Fannie Mae and Freddie Mac are dating again. And word has it they’re seeing way too much of each other.
Because their Congressional “parents” cannot be totally unaware of what Fannie and Freddie have been up to, individual incumbents in both chambers are either consciously avoiding their personal oversight responsibility—to provide adult supervision—or, may actually condone the various schemes carried out by the two government-controlled mortgage finance companies.
Here’s the skinny on their latest scheme.
Fannie Mae and Freddie Mac will “buy back troubled loans contained in securities they (previously) sold to investors.”
Loans are deemed troubled when “borrowers have missed payments over at least four months.” Currently, those troubled loans approach a staggering $200 billion. More will surely come.
Setting aside the economic or political wisdom of the scheme—if you’re wondering, it is stupid—as it relates to all Americans, there are some people who definitely like how Fannie and Freddie have been behaving.
Who, you ask?
Big-time investors, that’s who. Many of them contribute big-time to politicians.
At this point, you may be wondering what Fannie and Freddie—always hand-in-hand and staying out late—have done before? This new loan buy-back recipe was cooked up by Fannie and Freddie operatives in order to provide themselves a menu of options.
It’s on top of their original scheme that “guaranteed” mortgage securities they sold to investors? There’s more:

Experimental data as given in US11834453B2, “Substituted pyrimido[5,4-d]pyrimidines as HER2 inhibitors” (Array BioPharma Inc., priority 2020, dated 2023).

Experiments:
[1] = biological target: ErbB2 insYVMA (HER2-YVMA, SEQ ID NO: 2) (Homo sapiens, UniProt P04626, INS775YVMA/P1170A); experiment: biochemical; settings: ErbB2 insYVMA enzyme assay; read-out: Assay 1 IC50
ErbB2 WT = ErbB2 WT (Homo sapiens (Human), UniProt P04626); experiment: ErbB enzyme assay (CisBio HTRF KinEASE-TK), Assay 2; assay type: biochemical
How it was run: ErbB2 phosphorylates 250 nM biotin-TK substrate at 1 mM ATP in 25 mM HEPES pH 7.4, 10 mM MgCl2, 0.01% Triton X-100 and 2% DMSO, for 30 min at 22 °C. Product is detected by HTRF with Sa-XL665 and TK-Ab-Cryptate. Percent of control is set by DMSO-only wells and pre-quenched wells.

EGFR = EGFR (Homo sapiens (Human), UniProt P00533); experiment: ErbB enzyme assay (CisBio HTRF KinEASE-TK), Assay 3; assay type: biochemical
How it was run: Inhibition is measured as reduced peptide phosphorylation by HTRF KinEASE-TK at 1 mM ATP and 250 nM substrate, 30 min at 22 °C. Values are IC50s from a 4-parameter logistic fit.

The original guarantee program was, and is, a good deal for investors. It was purposely designed by the two government-controlled, taxpayer-funded agencies to attract investors who, by participating, could avoid or limit their risk of financial loss on mortgage security-type investments.
But, from the outset, Fannie and Freddie’s investment guarantee scheme was a bad deal for all U.S. taxpayers.
Ultimately, Fannie and Freddie’s operating behavior was a major cause of the domestic housing bubble. When the bubble burst, Fannie and Freddie “required $111 billion in federal aid to stay afloat,” but the damage was done. In their wake, Fannie and Freddie dramatically depressed housing values nationwide, put millions of borrowers “under water” and sent the general U.S. economy in a tailspin. In many ways, Fannie and Freddie’s inappropriate behavior opened the door to other political bailouts and federal encroachments that continue to this day.
Back to scheme two, Fannie and Freddie state their reason for buying back the $200 billion in delinquent loans is that it “would cost less than making” the guarantee payments to the investors who bought securities from them. Of course, buying back the troubled loans, or elements of the packaged mortgage securities, from investors clearly places the risk of further housing devaluation and payments on the back of all taxpayers.
This begs the question and deserves a shout-out: ‘Why did politicians permit Fannie and Freddie to buffer private investors from risk?’
After all, isn’t an investment a “private contribution of assets, put at risk of loss, for a potential return of private reward”? Apparently, politicians and appointed bureaucrats may have their own dictionary. One can suppose that in such a political dictionary definitions may have the words rearranged.
Perhaps, investment is defined as a “private contribution of assets to a politician, put at private risk only if he loses, for a government-guaranteed return of private rewards.”
Beyond all of this is a political irony.
If taxpayer-funded payouts were to be used at all, congressional “parents” should have grounded Fannie, Freddie and their schemes. Instead, while not a panacea, Congress could have funded interim assistance mortgage catch-up loans, added to principle, so ordinary Americans behind in payments could make their monthly mortgage payments.